Jury all your students with hat 2 on, and let things happen as they may.

August 9, 2007 at 03:45 AM · Motivation is a tough one. Many students are unmotivated, but in my opinion, parents should not negotiate with children about things like practice or homework. I tell my son to pretend he is a great violinist. Sometimes I get old bell telephone videos out of the library and let him watch the classics. He loves it, and will pick one of the greats and pretend he is that guy. Pretty cute! But the job gets done! Duets are great because they must be engaged at all times.

Some children, however, are taught it is OK not to obey their teachers and parents. It may be cultural, or generational, but in my world view children should be respectful and not playing power games with adults. So if they are not motivated, they need to pretend they are out of respect for you and the hard work of their parents to send them to lessons with a good teacher. If a child works hard, give them a sticker! Rank needs some privileges, even if your 5, 6, 7, 8, 9, 10 they love it. Children are not entitled to money, or stickeres as a negotiating point however. Unfortunately, many children are simply spoiled.

The truth hurts...but they don't cooperate because they are allowed not to cooperate.

If the child is disorganized, that is a different matter. Give them a list to check off. This is better than saying practice fo 30 minutes. The list must be done no matter how long it takes. BUT IT MUST BE WITHIN THEIR ABILITY. At a young age, they can not tell what else they need to do so they can become easily discouraged. They like to see the list shrink. Also, it helps to move very quickly between tasks. This is "direct instruction". Don't have big lags between scales, etudes, songs, because some children have a difficult time starting and stopping tasks. Of course every child will say "I hate this. I want to quit" Ask them, "Quit and do what all day?" This is power trip plain and simple. Ignore those types of comments, it has nothing to do with violin at all.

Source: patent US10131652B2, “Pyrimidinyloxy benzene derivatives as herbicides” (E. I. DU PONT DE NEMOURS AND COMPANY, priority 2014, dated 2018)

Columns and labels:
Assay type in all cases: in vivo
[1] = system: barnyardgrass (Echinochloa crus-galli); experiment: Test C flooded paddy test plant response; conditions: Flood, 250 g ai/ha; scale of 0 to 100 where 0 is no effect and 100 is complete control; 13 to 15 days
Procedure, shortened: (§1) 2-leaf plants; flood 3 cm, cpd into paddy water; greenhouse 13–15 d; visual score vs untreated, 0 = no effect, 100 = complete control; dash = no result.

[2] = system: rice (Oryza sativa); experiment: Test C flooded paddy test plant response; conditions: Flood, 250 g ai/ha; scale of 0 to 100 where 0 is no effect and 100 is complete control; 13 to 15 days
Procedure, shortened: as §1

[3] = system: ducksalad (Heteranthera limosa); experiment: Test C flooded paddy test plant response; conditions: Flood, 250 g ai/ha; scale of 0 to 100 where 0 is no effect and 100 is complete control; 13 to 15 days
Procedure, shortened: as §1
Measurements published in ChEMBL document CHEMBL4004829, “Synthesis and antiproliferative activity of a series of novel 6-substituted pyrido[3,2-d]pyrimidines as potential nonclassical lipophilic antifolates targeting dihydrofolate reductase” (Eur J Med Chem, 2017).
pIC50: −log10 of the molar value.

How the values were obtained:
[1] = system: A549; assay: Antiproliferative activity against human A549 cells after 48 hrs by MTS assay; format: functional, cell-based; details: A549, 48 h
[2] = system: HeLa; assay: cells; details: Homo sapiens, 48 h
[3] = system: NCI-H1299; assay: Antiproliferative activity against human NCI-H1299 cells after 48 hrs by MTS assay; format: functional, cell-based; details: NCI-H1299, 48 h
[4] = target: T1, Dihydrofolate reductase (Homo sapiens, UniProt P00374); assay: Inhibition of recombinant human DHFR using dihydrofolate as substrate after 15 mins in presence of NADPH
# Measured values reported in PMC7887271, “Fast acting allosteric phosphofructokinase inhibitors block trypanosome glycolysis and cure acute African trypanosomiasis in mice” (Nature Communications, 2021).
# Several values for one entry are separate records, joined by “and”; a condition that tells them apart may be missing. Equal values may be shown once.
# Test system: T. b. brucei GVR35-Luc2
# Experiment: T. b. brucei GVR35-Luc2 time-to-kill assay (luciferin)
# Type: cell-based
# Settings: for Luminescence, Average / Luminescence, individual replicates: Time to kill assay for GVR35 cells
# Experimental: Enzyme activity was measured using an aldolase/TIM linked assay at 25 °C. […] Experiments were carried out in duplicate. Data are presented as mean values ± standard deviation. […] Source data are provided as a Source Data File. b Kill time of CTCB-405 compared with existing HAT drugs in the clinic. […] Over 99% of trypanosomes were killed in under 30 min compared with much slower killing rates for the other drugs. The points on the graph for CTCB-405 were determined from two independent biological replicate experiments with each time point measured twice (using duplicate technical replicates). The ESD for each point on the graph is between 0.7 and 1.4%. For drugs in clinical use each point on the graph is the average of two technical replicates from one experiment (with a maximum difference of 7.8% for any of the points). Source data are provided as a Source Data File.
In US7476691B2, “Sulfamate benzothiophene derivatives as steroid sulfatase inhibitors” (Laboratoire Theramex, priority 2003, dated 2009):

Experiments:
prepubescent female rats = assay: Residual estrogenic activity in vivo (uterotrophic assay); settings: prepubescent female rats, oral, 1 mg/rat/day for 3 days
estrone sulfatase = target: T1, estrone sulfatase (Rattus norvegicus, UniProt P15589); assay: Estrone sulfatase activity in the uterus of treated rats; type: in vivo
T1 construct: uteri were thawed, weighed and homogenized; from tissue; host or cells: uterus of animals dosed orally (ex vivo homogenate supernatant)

August 9, 2007 at 06:02 PM · Poignant J. Kingston... Very.

August 19, 2007 at 01:17 PM · i think this is a very tough subject and i wish people can find an easier solution that unfortunately is never there, at least no one solution for all.

suppose we suggest all members of get motivated to take up skateboarding for whatever reasons...too far off? ok, how about all members make their own violins to play on? still have motivation issue to get started? don't think carving wood and boiling hide glue is for you? oh come on, be a sport! it is good for you since you already love violin so much!!!

well, that is what many young players feel when given a violin and told to get motivated to practice. that "motivation" is not theirs, but ours. we are trying to impose a set of values upon them. and because of that, often, it is an uphill battle, with or without stickers or other forms of bribes, to get their attention, to lure them into working hard for something they do not quite comprehend. at least not yet, we hope.

for the very very few that can catch the violin bug very early on, good for you teachers. just don't screw them up for us, lol.

for the rest, let's be honest and treat it like an education. going to school is not the same as going to a party (even though these days the distinction is blurred). you go to school on a daily basis regardless. there will be good and bad days, better and worse days, but just be there. find your own motivation in the process.

the other thing is that many violin teachers are paranoid of their students spending time in other interests. the teachers feel that the other interests take time away from violin practice.OMG, OMG, OMG.

if the kids are truely interested in other things as well and the violin teachers show disdain towards them, kiss violin motivation goodbye.

i wish there are more teachers that are interested to relate, to learn from the students, to share violin as part of their lives.

let the students decide how big that part is.